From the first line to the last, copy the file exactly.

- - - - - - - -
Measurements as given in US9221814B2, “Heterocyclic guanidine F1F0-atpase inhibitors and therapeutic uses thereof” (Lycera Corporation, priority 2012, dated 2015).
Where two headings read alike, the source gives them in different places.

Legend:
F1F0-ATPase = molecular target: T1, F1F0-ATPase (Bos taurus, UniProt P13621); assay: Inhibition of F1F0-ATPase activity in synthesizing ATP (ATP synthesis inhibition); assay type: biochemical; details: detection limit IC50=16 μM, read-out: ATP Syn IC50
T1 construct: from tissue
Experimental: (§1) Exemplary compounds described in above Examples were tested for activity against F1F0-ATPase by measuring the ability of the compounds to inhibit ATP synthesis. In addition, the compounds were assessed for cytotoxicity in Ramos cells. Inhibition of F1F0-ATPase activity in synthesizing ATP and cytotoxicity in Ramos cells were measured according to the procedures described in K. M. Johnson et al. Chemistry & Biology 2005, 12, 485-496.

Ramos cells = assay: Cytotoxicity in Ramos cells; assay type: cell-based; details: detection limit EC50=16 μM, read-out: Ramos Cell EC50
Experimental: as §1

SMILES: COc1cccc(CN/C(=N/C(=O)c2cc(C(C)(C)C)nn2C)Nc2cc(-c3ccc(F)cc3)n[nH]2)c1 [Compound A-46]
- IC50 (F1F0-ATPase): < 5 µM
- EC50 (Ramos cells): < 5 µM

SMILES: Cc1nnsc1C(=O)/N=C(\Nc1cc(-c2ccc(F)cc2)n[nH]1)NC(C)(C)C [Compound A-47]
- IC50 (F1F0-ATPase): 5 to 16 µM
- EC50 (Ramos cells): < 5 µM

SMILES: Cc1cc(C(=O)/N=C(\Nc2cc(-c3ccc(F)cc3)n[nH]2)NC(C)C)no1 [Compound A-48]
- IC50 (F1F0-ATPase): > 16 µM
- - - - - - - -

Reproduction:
Measurements as given in US9221814B2, “Heterocyclic guanidine F1F0-atpase inhibitors and therapeutic uses thereof” (Lycera Corporation, priority 2012, dated 2015).
Where two headings read alike, the source gives them in different places.

Legend:
F1F0-ATPase = molecular target: T1, F1F0-ATPase (Bos taurus, UniProt P13621); assay: Inhibition of F1F0-ATPase activity in synthesizing ATP (ATP synthesis inhibition); assay type: biochemical; details: detection limit IC50=16 μM, read-out: ATP Syn IC50
T1 construct: from tissue
Experimental: (§1) Exemplary compounds described in above Examples were tested for activity against F1F0-ATPase by measuring the ability of the compounds to inhibit ATP synthesis. In addition, the compounds were assessed for cytotoxicity in Ramos cells. Inhibition of F1F0-ATPase activity in synthesizing ATP and cytotoxicity in Ramos cells were measured according to the procedures described in K. M. Johnson et al. Chemistry & Biology 2005, 12, 485-496.

Ramos cells = assay: Cytotoxicity in Ramos cells; assay type: cell-based; details: detection limit EC50=16 μM, read-out: Ramos Cell EC50
Experimental: as §1

SMILES: COc1cccc(CN/C(=N/C(=O)c2cc(C(C)(C)C)nn2C)Nc2cc(-c3ccc(F)cc3)n[nH]2)c1 [Compound A-46]
- IC50 (F1F0-ATPase): < 5 µM
- EC50 (Ramos cells): < 5 µM

SMILES: Cc1nnsc1C(=O)/N=C(\Nc1cc(-c2ccc(F)cc2)n[nH]1)NC(C)(C)C [Compound A-47]
- IC50 (F1F0-ATPase): 5 to 16 µM
- EC50 (Ramos cells): < 5 µM

SMILES: Cc1cc(C(=O)/N=C(\Nc2cc(-c3ccc(F)cc3)n[nH]2)NC(C)C)no1 [Compound A-48]
- IC50 (F1F0-ATPase): > 16 µM